A boxer’s fracture is a break through the bones of the hand that form the knuckles. Other names for this condition include, ‘metacarpal fracture’, ‘metacarpal neck fracture’, and ‘hand fracture’. A boxer’s fracture is a break in a metacarpal bone that connects the ring finger or the little finger to the wrist (also known as the fourth and fifth metacarpal bones). Most doctors also include breaks in the neck of the second and third metacarpal bones in the definition of a boxer’s fracture. The second metacarpal bone connects the index finger to the wrist, and the third metacarpal connects the middle finger to the wrist.
The metacarpal bones in the hand connect the bones in the finger to the bones in the wrist. There are a total of five metacarpal bones; one to connect each finger to the wrist. All of the metacarpal bones have the same anatomic structure. Each consists of the base, the shaft, the neck, and the head, as described below:
- Base – The base of the metacarpal bone is the portion that attaches to the bones of the wrist.
- Shaft – The shaft is the long, slender portion of the bone.
- Neck – The neck is the portion of the bone that connects the shaft to the head. The head of the metacarpal bone connects the metacarpal bone to the bone of the finger.
- Head – The head of the metacarpal bones forms the knuckle of an enclosed fist.
Causes & Symptoms of Boxer's Fracture
Boxer’s fracture gets their name from one of their most common causes, which is punching an object with a closed fist. This can happen during fistfights or from punching a hard object such as a wall or filing cabinet. Although less common, this type of fracture can also happen when the hand isn’t clenched and strikes a hard object.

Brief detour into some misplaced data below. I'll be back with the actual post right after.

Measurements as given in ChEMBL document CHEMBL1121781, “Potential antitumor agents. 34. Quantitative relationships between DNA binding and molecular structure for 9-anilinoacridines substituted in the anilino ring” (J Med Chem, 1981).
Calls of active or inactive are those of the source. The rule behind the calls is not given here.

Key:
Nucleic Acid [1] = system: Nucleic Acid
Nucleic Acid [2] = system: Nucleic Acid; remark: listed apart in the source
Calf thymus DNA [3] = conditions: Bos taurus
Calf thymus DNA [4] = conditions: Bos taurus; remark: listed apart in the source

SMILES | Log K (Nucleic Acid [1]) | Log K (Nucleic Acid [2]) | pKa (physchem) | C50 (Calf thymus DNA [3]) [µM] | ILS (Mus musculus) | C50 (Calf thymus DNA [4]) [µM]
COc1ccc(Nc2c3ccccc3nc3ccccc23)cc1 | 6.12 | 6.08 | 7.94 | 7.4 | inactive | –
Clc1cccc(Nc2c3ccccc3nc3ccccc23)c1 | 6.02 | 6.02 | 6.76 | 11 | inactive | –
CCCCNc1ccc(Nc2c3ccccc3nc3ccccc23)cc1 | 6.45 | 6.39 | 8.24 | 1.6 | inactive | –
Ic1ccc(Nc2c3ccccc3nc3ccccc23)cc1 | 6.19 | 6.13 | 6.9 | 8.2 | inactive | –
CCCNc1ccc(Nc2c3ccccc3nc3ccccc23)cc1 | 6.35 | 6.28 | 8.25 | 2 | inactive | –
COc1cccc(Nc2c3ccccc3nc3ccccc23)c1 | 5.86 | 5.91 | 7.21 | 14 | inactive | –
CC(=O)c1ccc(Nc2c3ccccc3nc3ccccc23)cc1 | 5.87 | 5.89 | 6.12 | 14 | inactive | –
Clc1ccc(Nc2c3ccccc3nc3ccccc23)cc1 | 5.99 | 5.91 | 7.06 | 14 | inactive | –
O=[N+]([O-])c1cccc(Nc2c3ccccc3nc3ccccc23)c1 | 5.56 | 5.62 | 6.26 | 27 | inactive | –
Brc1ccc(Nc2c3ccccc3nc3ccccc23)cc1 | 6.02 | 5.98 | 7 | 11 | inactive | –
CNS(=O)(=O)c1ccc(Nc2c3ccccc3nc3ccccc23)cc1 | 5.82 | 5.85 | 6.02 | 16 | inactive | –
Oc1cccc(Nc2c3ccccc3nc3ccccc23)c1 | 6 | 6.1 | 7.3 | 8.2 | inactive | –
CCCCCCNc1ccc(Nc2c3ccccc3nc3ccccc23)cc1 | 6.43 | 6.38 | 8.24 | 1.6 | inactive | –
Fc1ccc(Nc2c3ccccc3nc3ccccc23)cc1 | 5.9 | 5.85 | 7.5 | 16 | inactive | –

The usual symptoms of a boxer’s fracture are pain or tenderness centered in a specific location on the hand corresponding to one of the metacarpal bones, around the knuckle. The person may also note pain with movement of the hand or fingers.
When a bone is broken, a snapping or popping sensation in the affected bone may be experienced. The hand may also swell, discolor, or bruise around the injury site. Deformity of the broken bone or the knuckle also may be noted. There may be an abnormal movement of the broken bone fragments.
The doctor may be able to produce pain by pressing on the broken bone. In addition, pain can be produced by grabbing the finger that attaches to the metacarpal bone that was hurt and pushing it inward toward the broken bone. If a fist is made with the affected hand, the doctor may notice a misalignment of the associated finger. The doctor may see a deformity of the broken bone.
When making a fist, the finger involved may bend toward the thumb more than is usual. This is known as a rotation, and, though not always seen, its presence may indicate the possibility of a more serious type of boxer’s fracture. Another common sign of a possible boxer’s fracture is a cut on the hand. A cut in the skin associated with a boxer’s fracture may indicate a more serious type of boxer’s fracture.
Other symptoms for boxer’s fracture include the following:
- Little finger looks bent.
- A sudden feeling of a tingling sensation.
- The area around the little finger feels numb and cold.
- Limited range of motion of the hand.
- Difficulty forming a fist.
- Difficulty gripping or inability to grip without pain.
Who gets Boxer’s Fracture?
Athletes who play contact sports, such as boxing, martial arts, football, basketball, hockey, and rugby are at a higher risk for boxer’s fractures. The injury is typically caused by a fall onto the hand, direct contact with an opponent on the playing field, or other trauma to the hand, like punching. Elders are also prone to experiencing a boxer’s fracture due to wear and tear, including osteoporosis (decreased bone density).
How Does Boxer's Fracture Affect You? How Serious is it?